Walk by Oscar, as they’ve named him, and (thanks to motion-detecting technology) he opens wide, accepting whatever you toss in his mouth. A second or two later he closes his lid and sits quietly until feeding time comes again.
Ace, though he bonded quickly with my sister Kathryn and her husband John, was a little wary of Oscar, who he made the mistake of thinking was an inanimate object.
As Ace’s nose, drawn by Oscar’s multitude of odors, would inch closer to Oscar’s electric eye, Oscar’s lid would open wide and Ace would jump back. He’d watch warily until Oscar closed his mouth. Then Ace would slowly approach and sniff again, and Oscar again would snap at him again.
Eventually, they became friends.
Oscar is one of several devices at my sister’s home aimed at making day to day chores easier for her and her husband, both of whom have multiple sclerosis.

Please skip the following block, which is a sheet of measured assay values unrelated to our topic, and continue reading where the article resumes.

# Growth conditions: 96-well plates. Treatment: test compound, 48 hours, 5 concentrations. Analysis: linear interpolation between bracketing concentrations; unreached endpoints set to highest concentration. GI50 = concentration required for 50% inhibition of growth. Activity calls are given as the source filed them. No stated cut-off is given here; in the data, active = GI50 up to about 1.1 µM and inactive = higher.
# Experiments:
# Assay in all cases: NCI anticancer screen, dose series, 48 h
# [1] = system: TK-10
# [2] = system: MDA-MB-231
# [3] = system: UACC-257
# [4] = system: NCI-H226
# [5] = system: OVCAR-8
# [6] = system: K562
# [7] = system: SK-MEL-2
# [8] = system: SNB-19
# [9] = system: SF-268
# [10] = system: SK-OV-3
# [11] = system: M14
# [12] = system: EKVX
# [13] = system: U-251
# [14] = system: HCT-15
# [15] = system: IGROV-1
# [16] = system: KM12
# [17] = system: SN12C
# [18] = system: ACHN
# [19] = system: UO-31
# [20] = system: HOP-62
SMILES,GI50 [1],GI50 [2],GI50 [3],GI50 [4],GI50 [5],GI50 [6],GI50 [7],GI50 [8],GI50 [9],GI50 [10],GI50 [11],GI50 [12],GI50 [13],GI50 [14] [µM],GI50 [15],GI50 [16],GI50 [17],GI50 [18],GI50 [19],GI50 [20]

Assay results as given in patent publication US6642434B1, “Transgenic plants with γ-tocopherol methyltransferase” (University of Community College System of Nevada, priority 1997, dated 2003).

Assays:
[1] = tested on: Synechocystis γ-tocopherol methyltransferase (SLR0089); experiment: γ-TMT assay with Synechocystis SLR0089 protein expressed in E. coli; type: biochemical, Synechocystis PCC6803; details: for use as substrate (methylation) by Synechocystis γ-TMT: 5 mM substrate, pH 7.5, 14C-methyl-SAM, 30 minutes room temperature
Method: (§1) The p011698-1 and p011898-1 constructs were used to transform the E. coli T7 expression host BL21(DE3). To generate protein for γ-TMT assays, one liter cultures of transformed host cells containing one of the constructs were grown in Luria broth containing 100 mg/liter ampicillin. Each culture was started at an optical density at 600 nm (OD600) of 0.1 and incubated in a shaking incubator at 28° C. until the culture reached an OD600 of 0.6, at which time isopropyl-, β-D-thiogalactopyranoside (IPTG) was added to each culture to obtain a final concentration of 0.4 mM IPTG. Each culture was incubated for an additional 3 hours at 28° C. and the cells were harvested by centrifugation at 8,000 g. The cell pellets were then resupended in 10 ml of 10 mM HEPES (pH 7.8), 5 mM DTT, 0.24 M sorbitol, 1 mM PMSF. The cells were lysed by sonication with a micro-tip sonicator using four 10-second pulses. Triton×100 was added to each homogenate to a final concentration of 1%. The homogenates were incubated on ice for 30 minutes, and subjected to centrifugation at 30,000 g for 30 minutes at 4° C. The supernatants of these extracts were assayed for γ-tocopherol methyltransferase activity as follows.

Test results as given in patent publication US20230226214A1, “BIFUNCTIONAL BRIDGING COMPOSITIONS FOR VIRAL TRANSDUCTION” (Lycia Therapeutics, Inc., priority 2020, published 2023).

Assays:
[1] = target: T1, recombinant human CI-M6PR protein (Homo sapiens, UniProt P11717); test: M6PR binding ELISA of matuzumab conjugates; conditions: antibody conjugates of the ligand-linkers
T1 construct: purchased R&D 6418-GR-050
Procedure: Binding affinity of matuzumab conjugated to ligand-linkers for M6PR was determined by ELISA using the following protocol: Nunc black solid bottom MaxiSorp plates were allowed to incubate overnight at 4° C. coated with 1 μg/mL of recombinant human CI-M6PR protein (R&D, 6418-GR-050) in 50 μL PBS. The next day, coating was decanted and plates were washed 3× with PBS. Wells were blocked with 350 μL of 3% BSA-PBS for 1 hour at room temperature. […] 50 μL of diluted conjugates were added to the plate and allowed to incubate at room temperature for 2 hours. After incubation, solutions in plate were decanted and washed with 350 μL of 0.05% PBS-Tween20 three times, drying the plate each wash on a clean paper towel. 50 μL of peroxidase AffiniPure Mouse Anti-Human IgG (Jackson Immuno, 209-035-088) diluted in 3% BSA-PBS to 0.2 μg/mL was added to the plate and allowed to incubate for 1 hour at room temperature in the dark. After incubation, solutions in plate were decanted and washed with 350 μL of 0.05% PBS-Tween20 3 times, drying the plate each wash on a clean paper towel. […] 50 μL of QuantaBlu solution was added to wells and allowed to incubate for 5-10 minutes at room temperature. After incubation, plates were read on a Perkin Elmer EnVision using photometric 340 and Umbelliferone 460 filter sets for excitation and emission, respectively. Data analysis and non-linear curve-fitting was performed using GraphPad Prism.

The last thing people with MS want in their home is a new obstacle, so it’s understandable that they’d have some conditions when it came to me and my 130-pound dog taking up temporary residence. On top of that, my sister is allergic to some dogs.
So the decision was made that Ace would stay on the porch. I decided I would sleep out there with him, and set up my camping cot.
As it turned out, while we slept on the porch, both Ace and I have spent most of our time inside, where, in addition to treats from my sister, Ace enjoyed much snuggle time with John, cozying up alongside him while we watched a 1960s science fiction movie on TV.
What happened during my days at my sister’s house was that everybody adapted — me, them and, probably better any of us humans, Ace, who, with only minor coaxing, showed a calm and quiet presence when in the house, staying put and, for the most part, out of the way.
It was yet another case of doggie intuition — that ability he has to sense that he’s in a setting with different rules, and then follow them.
Something Oscar — dependable as he is — will never be able to do.